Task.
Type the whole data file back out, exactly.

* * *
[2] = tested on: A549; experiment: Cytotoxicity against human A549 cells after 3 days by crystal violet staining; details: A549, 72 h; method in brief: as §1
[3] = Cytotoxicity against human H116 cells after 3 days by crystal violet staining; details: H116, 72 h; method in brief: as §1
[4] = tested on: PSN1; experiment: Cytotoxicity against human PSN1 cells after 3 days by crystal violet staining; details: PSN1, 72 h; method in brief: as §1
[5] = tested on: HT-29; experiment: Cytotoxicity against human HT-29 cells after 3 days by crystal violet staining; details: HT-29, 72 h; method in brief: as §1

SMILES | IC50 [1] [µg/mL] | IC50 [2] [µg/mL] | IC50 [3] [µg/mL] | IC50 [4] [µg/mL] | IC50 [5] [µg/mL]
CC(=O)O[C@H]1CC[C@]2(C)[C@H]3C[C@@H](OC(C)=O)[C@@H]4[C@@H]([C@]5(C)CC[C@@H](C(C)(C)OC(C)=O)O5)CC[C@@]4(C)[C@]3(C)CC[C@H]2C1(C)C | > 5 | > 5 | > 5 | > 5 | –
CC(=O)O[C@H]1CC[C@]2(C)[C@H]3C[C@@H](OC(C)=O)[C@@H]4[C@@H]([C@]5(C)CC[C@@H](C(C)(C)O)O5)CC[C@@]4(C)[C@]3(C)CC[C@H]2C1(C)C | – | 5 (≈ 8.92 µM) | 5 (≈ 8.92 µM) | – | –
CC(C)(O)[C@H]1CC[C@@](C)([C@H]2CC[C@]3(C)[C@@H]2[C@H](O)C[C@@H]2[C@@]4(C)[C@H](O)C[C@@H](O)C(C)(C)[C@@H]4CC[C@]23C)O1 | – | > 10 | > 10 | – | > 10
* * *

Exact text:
[2] = tested on: A549; experiment: Cytotoxicity against human A549 cells after 3 days by crystal violet staining; details: A549, 72 h; method in brief: as §1
[3] = Cytotoxicity against human H116 cells after 3 days by crystal violet staining; details: H116, 72 h; method in brief: as §1
[4] = tested on: PSN1; experiment: Cytotoxicity against human PSN1 cells after 3 days by crystal violet staining; details: PSN1, 72 h; method in brief: as §1
[5] = tested on: HT-29; experiment: Cytotoxicity against human HT-29 cells after 3 days by crystal violet staining; details: HT-29, 72 h; method in brief: as §1

SMILES | IC50 [1] [µg/mL] | IC50 [2] [µg/mL] | IC50 [3] [µg/mL] | IC50 [4] [µg/mL] | IC50 [5] [µg/mL]
CC(=O)O[C@H]1CC[C@]2(C)[C@H]3C[C@@H](OC(C)=O)[C@@H]4[C@@H]([C@]5(C)CC[C@@H](C(C)(C)OC(C)=O)O5)CC[C@@]4(C)[C@]3(C)CC[C@H]2C1(C)C | > 5 | > 5 | > 5 | > 5 | –
CC(=O)O[C@H]1CC[C@]2(C)[C@H]3C[C@@H](OC(C)=O)[C@@H]4[C@@H]([C@]5(C)CC[C@@H](C(C)(C)O)O5)CC[C@@]4(C)[C@]3(C)CC[C@H]2C1(C)C | – | 5 (≈ 8.92 µM) | 5 (≈ 8.92 µM) | – | –
CC(C)(O)[C@H]1CC[C@@](C)([C@H]2CC[C@]3(C)[C@@H]2[C@H](O)C[C@@H]2[C@@]4(C)[C@H](O)C[C@@H](O)C(C)(C)[C@@H]4CC[C@]23C)O1 | – | > 10 | > 10 | – | > 10